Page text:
The obvious answer is to practice – and the more you practice the better you will get! However, although this is easy to say, it’s not so easy to do. There is a lot more to learning the piano than the application of practice, and there are many effective ways to get better a lot quicker – and to keep your insanity at the same time…
First of all it’s important to set yourself realistic goals that you know you can achieve and follow. If you don’t do this right from the start and every single day you practice, then you will struggle to keep motivated and have the patience to keep going. One of the biggest problems when learning to play the piano is having the mental strength to keep going. There will be times when practicing becomes frustrating, and you may want to give up. This tends to be down to the unrealistic goals that you’ve set yourself and are struggling to achieve. We are all only human, and it’s in our nature to dream of what might be, but this is your first mistake.
Try not to plan or envisage 5 or 10 years down the line. Yes, if you practice hard for that amount of time you will be a very good player, but when we start to think that far ahead, it forces a loss of focus on the present. Taking each day at a time is by far the better way to learn.
Setting your goals really small is a much more rewarding way to learn and practice. For example, set yourself a goal of one scale for a few days, and don’t think about anything else. Your only target is to be able to play this scale in a few days time, and nothing else. Try not to worry about how simple or boring it is, otherwise you will not reap the rewards once you can play it. Once you can play it, try to remember a time when you couldn’t, and reflect on how well you’ve done and what you’ve achieved in such a short space of time. This also applies to a piece you are learning – take it one bar at a time if necessary.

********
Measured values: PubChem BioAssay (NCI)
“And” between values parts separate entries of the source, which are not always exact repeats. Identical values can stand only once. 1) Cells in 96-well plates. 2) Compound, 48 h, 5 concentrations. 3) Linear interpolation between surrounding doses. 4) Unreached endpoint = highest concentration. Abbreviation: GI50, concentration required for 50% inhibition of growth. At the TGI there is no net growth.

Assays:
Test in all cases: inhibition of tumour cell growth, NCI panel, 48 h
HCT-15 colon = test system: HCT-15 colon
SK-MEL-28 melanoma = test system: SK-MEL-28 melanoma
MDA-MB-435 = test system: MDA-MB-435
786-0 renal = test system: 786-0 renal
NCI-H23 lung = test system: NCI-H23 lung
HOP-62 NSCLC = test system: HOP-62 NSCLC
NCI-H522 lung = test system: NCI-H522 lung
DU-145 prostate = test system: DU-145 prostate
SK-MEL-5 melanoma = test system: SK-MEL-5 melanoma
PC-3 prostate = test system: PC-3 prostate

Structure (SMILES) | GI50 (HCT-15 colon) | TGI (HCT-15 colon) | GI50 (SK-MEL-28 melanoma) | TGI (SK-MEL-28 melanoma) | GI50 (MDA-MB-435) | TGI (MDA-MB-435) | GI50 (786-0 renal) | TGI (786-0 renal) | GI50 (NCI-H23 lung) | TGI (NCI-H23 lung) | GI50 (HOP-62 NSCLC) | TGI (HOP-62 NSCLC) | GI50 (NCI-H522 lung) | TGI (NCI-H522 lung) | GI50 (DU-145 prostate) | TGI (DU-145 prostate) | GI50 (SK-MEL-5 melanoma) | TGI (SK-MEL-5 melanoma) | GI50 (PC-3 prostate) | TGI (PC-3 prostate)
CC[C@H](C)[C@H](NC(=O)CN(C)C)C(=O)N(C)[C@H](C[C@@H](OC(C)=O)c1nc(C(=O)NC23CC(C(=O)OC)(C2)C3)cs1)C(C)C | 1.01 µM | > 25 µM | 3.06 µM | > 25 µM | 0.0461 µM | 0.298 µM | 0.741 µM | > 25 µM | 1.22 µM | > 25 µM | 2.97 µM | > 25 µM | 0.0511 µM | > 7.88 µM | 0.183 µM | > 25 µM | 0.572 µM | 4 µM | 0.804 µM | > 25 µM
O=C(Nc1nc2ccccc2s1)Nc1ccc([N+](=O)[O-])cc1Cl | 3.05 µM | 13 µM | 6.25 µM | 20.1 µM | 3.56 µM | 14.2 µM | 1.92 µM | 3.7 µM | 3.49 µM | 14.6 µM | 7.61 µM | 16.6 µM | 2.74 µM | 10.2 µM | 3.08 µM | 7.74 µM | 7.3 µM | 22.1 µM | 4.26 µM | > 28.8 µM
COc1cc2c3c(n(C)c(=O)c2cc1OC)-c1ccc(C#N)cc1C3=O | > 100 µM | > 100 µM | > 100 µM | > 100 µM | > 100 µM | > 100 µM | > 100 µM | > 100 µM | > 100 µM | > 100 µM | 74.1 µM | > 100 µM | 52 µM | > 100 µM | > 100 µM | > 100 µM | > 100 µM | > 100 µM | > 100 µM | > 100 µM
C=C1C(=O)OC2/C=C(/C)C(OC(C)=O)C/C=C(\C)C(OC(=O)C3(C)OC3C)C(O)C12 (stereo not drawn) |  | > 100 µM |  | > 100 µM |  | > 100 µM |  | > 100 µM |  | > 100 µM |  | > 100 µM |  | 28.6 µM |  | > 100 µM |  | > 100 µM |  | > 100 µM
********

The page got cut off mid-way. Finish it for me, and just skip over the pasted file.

Don’t cloud your mind with negative thoughts like, ‘I will never be able to play this’, or, ‘It’s too difficult to play and it’s taking me ages to learn’. Rome wasn’t built in a day, and it’s not going to be possible to learn a difficult piece within a few hours. It doesn’t matter if it takes you a few weeks or months, as long as you focus on each bar at a time.
It’s also important to consider why you want to learn the piano in the first place. Do you want to learn just for fun, or do you want to play in a band (which is also fun lol)? Do you want to make a career out of it, teaching, composing, recording…?
No matter what you want to achieve, it’s vital you don’t fall into the trap that most people do, and that’s thinking about whether or not you are better than the rest of the world. Or whether your song is better than someone else’s, or what someone will think of your playing. I’ve done this myself many times, and it’s usually whilst I’m browsing YouTube that I come across someone much younger, and far better than myself. This type of thinking is extremely detrimental to learning any instrument.
There will always be someone out there that can technically play better than you, so don’t worry or think about it. Just enjoy what you play and what you write. They say that ‘beauty is in the eye of the beholder’ – replace the word ‘eye’ for ‘ear, and this is also true when it comes to music. As long you enjoy what you are playing or creating, then who cares what anyone else thinks! Sure, it’s great to share your music on YouTube and get lots of views and likes, but it doesn’t matter what anyone else thinks as long as you enjoy it. Music is for everyone to enjoy, and opinions and comments are not important or relevant, unless they are constructive and are given with the intention to help.